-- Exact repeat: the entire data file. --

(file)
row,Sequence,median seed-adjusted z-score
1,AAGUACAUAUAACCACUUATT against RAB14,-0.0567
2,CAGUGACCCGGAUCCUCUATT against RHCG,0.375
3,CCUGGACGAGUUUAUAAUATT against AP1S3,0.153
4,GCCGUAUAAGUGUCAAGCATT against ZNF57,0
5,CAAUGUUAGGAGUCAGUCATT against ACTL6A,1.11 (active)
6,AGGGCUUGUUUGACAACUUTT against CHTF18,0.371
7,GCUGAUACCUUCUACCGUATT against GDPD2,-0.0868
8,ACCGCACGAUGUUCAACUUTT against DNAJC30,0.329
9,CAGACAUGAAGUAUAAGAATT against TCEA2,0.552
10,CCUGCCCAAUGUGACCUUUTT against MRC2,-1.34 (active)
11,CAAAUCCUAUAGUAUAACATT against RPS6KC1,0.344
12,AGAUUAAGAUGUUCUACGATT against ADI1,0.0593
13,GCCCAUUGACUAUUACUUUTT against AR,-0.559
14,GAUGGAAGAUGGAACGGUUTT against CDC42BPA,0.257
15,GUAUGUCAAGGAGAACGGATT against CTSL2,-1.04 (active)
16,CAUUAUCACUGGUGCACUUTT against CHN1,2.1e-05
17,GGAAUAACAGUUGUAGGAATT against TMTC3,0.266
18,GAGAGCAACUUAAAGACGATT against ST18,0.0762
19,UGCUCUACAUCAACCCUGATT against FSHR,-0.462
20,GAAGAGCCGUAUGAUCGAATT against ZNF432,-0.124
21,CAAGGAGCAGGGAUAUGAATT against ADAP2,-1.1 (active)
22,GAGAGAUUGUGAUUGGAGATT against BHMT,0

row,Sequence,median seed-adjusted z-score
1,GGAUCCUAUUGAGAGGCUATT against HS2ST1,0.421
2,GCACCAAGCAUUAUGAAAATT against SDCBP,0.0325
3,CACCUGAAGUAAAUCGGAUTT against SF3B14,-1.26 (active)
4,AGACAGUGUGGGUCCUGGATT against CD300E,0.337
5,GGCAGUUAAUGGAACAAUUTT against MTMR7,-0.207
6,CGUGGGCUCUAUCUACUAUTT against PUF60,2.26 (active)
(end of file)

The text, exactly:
row,Sequence,median seed-adjusted z-score
1,AAGUACAUAUAACCACUUATT against RAB14,-0.0567
2,CAGUGACCCGGAUCCUCUATT against RHCG,0.375
3,CCUGGACGAGUUUAUAAUATT against AP1S3,0.153
4,GCCGUAUAAGUGUCAAGCATT against ZNF57,0
5,CAAUGUUAGGAGUCAGUCATT against ACTL6A,1.11 (active)
6,AGGGCUUGUUUGACAACUUTT against CHTF18,0.371
7,GCUGAUACCUUCUACCGUATT against GDPD2,-0.0868
8,ACCGCACGAUGUUCAACUUTT against DNAJC30,0.329
9,CAGACAUGAAGUAUAAGAATT against TCEA2,0.552
10,CCUGCCCAAUGUGACCUUUTT against MRC2,-1.34 (active)
11,CAAAUCCUAUAGUAUAACATT against RPS6KC1,0.344
12,AGAUUAAGAUGUUCUACGATT against ADI1,0.0593
13,GCCCAUUGACUAUUACUUUTT against AR,-0.559
14,GAUGGAAGAUGGAACGGUUTT against CDC42BPA,0.257
15,GUAUGUCAAGGAGAACGGATT against CTSL2,-1.04 (active)
16,CAUUAUCACUGGUGCACUUTT against CHN1,2.1e-05
17,GGAAUAACAGUUGUAGGAATT against TMTC3,0.266
18,GAGAGCAACUUAAAGACGATT against ST18,0.0762
19,UGCUCUACAUCAACCCUGATT against FSHR,-0.462
20,GAAGAGCCGUAUGAUCGAATT against ZNF432,-0.124
21,CAAGGAGCAGGGAUAUGAATT against ADAP2,-1.1 (active)
22,GAGAGAUUGUGAUUGGAGATT against BHMT,0

row,Sequence,median seed-adjusted z-score
1,GGAUCCUAUUGAGAGGCUATT against HS2ST1,0.421
2,GCACCAAGCAUUAUGAAAATT against SDCBP,0.0325
3,CACCUGAAGUAAAUCGGAUTT against SF3B14,-1.26 (active)
4,AGACAGUGUGGGUCCUGGATT against CD300E,0.337
5,GGCAGUUAAUGGAACAAUUTT against MTMR7,-0.207
6,CGUGGGCUCUAUCUACUAUTT against PUF60,2.26 (active)